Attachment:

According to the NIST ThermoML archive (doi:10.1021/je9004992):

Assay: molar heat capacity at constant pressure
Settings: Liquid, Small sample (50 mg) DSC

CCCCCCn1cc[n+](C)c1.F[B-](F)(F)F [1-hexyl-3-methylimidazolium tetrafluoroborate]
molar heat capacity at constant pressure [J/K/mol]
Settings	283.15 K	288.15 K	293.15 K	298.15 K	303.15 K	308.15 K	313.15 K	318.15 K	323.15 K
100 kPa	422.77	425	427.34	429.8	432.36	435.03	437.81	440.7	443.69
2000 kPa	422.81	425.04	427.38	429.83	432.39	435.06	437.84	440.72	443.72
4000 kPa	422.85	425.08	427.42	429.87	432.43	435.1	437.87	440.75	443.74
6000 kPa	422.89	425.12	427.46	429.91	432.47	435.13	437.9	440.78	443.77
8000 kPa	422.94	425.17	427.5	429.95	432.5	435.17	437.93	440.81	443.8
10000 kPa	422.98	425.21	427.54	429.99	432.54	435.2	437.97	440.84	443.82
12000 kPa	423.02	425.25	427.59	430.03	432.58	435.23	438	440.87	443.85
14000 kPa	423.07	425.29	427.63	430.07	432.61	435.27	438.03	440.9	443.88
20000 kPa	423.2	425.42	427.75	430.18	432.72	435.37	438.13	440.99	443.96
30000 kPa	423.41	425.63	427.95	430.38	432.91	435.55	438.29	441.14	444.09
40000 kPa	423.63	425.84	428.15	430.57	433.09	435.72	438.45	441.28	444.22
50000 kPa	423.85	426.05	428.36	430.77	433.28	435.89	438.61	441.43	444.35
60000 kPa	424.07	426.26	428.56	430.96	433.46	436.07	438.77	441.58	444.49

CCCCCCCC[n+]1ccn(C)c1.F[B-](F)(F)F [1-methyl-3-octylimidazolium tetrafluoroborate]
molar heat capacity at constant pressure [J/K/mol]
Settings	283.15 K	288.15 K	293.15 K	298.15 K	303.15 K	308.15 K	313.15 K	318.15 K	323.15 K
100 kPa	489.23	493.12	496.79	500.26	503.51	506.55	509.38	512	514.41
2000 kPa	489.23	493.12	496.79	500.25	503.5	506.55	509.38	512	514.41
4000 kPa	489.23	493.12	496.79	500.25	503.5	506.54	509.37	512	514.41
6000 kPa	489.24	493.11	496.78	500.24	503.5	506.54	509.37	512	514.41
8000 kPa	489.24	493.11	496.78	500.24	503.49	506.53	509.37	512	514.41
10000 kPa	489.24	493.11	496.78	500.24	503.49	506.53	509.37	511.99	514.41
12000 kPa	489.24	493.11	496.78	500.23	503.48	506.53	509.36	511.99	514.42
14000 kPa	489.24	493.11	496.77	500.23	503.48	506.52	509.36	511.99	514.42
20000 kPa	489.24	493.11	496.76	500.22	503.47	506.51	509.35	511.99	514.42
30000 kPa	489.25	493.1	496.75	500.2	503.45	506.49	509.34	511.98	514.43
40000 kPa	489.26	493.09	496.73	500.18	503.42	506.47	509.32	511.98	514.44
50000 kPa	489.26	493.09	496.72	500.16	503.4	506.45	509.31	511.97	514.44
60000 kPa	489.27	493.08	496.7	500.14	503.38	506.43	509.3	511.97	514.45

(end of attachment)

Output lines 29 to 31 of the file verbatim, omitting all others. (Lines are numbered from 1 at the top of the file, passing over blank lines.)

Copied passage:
12000 kPa	489.24	493.11	496.78	500.23	503.48	506.53	509.36	511.99	514.42
14000 kPa	489.24	493.11	496.77	500.23	503.48	506.52	509.36	511.99	514.42
20000 kPa	489.24	493.11	496.76	500.22	503.47	506.51	509.35	511.99	514.42